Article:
Computer Graphics Laboratory ETH Zurich


Physically-Based Animations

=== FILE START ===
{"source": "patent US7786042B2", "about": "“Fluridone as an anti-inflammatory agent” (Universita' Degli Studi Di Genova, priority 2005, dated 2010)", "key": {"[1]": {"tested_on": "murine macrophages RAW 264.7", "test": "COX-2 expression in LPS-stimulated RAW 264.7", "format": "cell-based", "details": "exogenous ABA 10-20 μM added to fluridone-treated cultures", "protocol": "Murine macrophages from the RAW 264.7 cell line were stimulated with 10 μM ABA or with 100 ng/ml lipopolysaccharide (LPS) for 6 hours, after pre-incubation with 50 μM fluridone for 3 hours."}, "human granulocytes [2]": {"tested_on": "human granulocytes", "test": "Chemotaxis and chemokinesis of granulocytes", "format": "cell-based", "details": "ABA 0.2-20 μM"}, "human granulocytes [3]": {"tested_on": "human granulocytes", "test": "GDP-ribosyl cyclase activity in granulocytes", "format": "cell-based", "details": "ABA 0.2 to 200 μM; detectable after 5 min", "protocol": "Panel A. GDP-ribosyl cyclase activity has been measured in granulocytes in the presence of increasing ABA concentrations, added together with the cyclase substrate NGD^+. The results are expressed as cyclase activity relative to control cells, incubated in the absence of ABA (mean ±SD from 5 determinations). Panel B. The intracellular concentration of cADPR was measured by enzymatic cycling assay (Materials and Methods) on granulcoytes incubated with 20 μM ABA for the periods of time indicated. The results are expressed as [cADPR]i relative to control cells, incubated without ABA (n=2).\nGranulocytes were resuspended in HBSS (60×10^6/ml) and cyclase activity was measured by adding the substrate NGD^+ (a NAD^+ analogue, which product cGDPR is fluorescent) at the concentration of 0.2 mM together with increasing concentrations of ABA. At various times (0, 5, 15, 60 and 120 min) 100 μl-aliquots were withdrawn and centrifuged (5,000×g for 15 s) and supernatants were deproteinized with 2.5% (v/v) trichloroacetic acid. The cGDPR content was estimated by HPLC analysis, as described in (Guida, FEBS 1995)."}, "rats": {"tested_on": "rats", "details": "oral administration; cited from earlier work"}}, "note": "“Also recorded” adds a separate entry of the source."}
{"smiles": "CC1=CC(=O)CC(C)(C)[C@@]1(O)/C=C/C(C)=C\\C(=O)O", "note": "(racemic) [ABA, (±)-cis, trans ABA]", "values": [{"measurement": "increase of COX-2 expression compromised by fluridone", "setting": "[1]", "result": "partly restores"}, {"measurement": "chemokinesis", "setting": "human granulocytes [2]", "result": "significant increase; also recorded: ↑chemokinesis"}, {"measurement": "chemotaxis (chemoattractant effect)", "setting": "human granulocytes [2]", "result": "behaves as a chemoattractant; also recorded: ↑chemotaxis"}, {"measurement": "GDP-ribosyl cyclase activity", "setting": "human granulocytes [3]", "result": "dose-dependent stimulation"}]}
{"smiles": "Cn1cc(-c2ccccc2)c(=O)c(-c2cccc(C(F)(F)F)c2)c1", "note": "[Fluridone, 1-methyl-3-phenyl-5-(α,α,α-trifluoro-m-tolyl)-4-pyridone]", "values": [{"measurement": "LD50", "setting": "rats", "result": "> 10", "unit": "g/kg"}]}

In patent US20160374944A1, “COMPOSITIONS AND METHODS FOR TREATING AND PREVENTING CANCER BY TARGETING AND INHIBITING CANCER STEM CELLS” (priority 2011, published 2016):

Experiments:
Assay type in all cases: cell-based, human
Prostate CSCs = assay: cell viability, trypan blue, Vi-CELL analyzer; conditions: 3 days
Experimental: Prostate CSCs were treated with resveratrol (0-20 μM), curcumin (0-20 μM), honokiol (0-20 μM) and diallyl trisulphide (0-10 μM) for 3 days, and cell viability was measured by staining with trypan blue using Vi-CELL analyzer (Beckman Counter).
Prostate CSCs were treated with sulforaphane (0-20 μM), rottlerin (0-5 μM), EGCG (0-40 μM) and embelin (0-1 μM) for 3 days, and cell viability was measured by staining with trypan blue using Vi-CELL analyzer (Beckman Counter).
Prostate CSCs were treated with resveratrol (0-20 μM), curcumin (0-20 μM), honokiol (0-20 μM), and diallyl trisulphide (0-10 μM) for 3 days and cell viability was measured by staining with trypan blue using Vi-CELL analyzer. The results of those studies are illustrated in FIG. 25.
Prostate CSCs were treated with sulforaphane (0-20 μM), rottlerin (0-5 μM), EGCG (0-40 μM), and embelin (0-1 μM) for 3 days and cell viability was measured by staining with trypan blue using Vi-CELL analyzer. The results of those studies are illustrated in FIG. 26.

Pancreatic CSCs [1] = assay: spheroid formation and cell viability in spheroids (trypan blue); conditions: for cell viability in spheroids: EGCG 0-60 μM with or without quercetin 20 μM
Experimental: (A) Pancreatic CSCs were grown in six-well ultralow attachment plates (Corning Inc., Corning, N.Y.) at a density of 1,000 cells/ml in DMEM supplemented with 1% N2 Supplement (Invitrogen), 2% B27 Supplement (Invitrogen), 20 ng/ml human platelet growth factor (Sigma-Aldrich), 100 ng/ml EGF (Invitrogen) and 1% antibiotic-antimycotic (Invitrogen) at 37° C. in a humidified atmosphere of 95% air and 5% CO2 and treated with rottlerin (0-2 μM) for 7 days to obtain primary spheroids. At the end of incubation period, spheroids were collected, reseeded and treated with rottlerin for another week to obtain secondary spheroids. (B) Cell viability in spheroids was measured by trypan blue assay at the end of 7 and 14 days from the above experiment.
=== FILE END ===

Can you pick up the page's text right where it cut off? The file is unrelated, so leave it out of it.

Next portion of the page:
A third major research theme of Prof. Gross is concerned with the design of algorithms for physically based modeling. In the early and mid 90s, he started research on physically-based modeling for medical applications and computer games. He investigated FEM methods for the representation of soft tissue, for deformation, collision, fracture, fluids, and for other effects. His early work on full 3D finite element simulations of facial surgery was the first of its kind. Subsequently, he investigated realtime 3D soft tissue cutting algorithms. Such cutting is topologically, geometrically and physically very challenging and involves collision handling, simulation of deformation, friction, restructuring of geometry, topological consistency, and many other problems. His work with his students provides practical algorithms for soft tissue cutting. In addition, Gross has developed numerous algorithms for the physically-based animation of material effects such as fracturing, as well as stable, realtime deformations. Further of his research has been geared towards meshless simulation of physical effects. This work is closely related to point-based representations and avoids the costly computation of a FEM mesh for numerical simulations. Most recent results of Prof. Gross and his collaborators include efficient, high-quality fluid simulation algorithms for games and discontinuous Galerkin methods. Furthermore, he focuses on combinations of machine learning algorithms and numerical simulation to model complex physical phenomena in realtime. More information about this research can be found at